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Wednesday, June 12, 2024

‘Authentic Korean food is hand-made with sincere heart,’ says a Koreatown restaurant owner

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A saying among young Korean-American diners reads, “At a good Korean restaurant, you see many seniors with alcohol accompaniment even from lunch.” This is the case with the Yet Gol restaurant in Los Angeles Koreatown. It is a restaurant where middle-aged and elderly regulars enjoy soju with their food from as early as lunchtime.

The owner, Deokja Lee, never learned to cook professionally. Nevertheless, not only Koreans but also people of other ethnicities keep visiting the restaurant. The secret is her “hand-made” flavor. She inherited her mother’s cooking secrets. Her restaurant has been serving authentic Korean food for eight years in Koreatown.

How are authentic Korean restaurants doing now compared to the past?
“There were a lot of them in the past. Technically, all Korean restaurants back then were authentic Korean restaurants. Nowadays, you don’t see as many. I think it’s because it’s getting harder to run a restaurant in general.”

Deokja Lee, owner of Yet Gol in Los Angeles Koreatown [Sangjin Kim, The Korea Daily]

How is Korean food in terms of variety now?
“It has expanded much, and it is still expanding. In the past, many non-Korean customers thought that K BBQ was the only kind of Korean meat dish. Now they know a lot of them like bossam, pork feet, and sweet and spicy stir-fried pork. But I hope they know that there’s more than just meat-centered dishes. I think it could be because of the food culture.”

How do you feel about Korean fusion cuisine?
“In my experience, I think it’s best to show authentic Korean food as it is if you want to introduce Korean food. I’ve been serving the same food that my mom used to cook in Korea, and even if I don’t make any changes, people here seem to enjoy it, especially the banchan (side dishes). We serve 12 different banchan, and our customers love them.”

Do you make them all by yourself?
“Yes, when I first started the restaurant, I would come out at 5:30 a.m. every day and make side dishes without taking one day off. I make all the kimchi too. Every two months, I make kimchi with Korean cabbage. My knees are worn out, but Korean food is made with a sincere heart, I think. I feel good when I look at all the banchan I hand-made.”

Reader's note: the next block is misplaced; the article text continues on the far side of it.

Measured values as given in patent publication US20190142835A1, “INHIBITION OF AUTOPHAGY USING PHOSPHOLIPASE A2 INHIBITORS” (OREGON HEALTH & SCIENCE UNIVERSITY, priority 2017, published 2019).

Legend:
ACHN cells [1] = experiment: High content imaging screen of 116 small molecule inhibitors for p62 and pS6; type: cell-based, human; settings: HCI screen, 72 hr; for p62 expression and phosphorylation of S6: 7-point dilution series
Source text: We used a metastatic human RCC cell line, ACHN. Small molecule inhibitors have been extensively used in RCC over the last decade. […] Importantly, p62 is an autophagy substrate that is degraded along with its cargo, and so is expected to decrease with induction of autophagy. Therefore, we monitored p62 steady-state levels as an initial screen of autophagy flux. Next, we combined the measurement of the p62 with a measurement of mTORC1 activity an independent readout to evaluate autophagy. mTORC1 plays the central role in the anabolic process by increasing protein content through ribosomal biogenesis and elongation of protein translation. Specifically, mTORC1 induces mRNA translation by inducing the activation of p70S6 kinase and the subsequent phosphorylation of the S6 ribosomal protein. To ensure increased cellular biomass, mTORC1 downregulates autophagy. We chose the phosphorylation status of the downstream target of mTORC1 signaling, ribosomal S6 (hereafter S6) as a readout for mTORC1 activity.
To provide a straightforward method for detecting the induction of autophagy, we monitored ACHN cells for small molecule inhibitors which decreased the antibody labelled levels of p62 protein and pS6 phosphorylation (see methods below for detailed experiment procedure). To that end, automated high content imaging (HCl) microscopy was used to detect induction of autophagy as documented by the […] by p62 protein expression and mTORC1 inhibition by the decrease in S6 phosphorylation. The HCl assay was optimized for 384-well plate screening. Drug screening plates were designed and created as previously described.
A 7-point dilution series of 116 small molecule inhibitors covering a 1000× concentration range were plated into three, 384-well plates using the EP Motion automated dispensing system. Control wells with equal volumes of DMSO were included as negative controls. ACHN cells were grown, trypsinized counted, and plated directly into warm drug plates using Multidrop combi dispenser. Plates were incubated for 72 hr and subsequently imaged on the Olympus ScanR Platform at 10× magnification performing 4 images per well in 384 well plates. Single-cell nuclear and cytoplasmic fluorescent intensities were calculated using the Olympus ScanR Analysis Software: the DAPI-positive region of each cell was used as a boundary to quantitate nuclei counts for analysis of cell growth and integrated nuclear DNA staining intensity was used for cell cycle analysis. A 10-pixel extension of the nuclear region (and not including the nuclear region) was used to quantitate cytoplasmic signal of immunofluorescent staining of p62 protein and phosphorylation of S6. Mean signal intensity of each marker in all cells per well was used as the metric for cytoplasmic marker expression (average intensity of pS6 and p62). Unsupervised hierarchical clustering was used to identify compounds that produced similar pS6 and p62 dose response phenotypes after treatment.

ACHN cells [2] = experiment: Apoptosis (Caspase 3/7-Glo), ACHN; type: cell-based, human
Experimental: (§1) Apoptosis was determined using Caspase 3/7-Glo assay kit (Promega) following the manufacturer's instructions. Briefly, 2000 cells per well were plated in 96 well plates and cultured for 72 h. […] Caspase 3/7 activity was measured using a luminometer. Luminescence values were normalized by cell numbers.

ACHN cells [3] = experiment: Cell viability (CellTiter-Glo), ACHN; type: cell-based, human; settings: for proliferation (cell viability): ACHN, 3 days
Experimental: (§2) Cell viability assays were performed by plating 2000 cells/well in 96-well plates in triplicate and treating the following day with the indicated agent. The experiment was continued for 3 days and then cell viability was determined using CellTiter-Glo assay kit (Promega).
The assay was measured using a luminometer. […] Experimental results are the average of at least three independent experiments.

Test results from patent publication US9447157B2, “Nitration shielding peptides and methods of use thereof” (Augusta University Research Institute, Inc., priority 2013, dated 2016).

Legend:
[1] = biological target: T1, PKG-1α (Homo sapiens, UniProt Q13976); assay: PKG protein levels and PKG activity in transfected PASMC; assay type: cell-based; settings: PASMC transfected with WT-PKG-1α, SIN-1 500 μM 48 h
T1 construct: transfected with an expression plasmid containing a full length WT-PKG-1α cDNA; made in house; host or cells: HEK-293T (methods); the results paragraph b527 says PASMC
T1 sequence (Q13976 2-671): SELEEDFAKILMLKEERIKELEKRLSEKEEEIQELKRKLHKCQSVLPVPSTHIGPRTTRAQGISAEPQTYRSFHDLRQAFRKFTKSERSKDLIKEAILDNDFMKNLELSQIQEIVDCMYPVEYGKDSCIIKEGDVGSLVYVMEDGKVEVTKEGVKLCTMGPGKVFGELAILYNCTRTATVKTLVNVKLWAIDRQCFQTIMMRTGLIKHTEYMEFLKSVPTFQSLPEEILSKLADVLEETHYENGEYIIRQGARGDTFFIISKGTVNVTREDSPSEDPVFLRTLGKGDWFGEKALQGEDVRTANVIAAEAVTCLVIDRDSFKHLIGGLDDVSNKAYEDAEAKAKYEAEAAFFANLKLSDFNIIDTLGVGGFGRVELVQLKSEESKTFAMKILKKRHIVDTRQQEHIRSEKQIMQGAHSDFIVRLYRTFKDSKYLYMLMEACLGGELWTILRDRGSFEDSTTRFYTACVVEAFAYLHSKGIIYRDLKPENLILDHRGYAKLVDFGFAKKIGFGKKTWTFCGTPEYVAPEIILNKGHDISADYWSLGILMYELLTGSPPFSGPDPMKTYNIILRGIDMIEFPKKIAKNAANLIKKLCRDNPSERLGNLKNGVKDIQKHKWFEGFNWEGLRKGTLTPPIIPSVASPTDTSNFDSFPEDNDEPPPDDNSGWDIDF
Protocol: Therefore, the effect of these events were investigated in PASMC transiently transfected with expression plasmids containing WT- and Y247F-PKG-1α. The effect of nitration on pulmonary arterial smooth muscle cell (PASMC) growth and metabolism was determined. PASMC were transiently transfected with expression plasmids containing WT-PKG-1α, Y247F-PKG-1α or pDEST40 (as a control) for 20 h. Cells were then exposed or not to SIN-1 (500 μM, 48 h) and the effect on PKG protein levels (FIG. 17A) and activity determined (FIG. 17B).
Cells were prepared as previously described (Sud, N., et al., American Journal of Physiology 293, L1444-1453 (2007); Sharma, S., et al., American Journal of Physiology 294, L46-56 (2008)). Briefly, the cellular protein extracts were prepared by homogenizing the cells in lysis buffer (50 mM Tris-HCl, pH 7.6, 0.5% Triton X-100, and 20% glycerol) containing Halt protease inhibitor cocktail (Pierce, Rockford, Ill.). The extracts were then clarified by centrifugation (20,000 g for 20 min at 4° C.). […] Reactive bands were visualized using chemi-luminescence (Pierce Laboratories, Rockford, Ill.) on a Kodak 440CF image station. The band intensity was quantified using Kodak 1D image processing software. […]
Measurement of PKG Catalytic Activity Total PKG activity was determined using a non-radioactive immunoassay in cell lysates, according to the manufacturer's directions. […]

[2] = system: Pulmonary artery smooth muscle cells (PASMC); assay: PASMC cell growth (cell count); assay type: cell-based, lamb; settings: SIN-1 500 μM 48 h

Which Korean food do you like better, fusion or authentic?
“It’s hard to say, but the non-Korean customers who come to our restaurant want to eat authentic Korean food as it is. When I ask them if they want it less spicy, they say no. They want it the way it originally tastes, like if it’s spicy, it is a spicy food. Then, they start to expand their menu choices. At first, many of them start with something familiar like bulgogi. After the second or third time, they order something more like a Korean home meal like grilled mackerel or grilled cutlassfish.”

What are the strengths and weaknesses of Korean food?
“The strength of Korean food is that its original flavor lasts for a long time. No matter who cooks it, the basics don’t change easily. Persistence means familiarity. The weakness is that making Korean food like banchan is laborious and expensive. It needs a lot of ingredients.”

What is Korean food?
“It is the flavor from ‘hand-made’ and the generosity from a sincere heart. One of the reasons why Korean food is so sustainable is the hand-me-down flavor. I inherited my mother’s cooking, and even though I never learned to cook professionally, I just do what she would do to make the food in Korea, and our customers say it tastes good. Many of them say my food recalls a lot of their childhood memories. Korean food is also about generosity, where ingredients are not spared and the food is cooked with a lot of love.”

What do you think is necessary to globalize Korean food?
“We need diversity. I once explained the compatibility of Korean food and alcohol to a customer. I showed them how to eat makgeolli (rice wine) and bindaetteok (mung bean pancake) together, and they really liked it. They understood the combination and harmony of Korean food and had it again on their next visit. The point is that the range of authentic Korean food needs to be expanded. Not only just Korean food itself but also the food culture that’s within, like what alcohol goes well with Korean food, how the food is prepared, and what culture and history are incorporated into the food. Only then will people understand the true flavor and sincerity of Korean food.”

BY KYEONGJUN KIM, HOONSIK WOO [kim.kyeongjun1@koreadaily.com]